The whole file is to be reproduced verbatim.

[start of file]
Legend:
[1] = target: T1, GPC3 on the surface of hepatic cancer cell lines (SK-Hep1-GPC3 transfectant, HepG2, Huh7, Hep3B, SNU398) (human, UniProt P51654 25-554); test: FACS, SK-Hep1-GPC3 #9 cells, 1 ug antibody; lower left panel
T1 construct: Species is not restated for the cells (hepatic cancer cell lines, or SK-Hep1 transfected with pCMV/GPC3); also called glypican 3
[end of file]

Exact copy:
Legend:
[1] = target: T1, GPC3 on the surface of hepatic cancer cell lines (SK-Hep1-GPC3 transfectant, HepG2, Huh7, Hep3B, SNU398) (human, UniProt P51654 25-554); test: FACS, SK-Hep1-GPC3 #9 cells, 1 ug antibody; lower left panel
T1 construct: Species is not restated for the cells (hepatic cancer cell lines, or SK-Hep1 transfected with pCMV/GPC3); also called glypican 3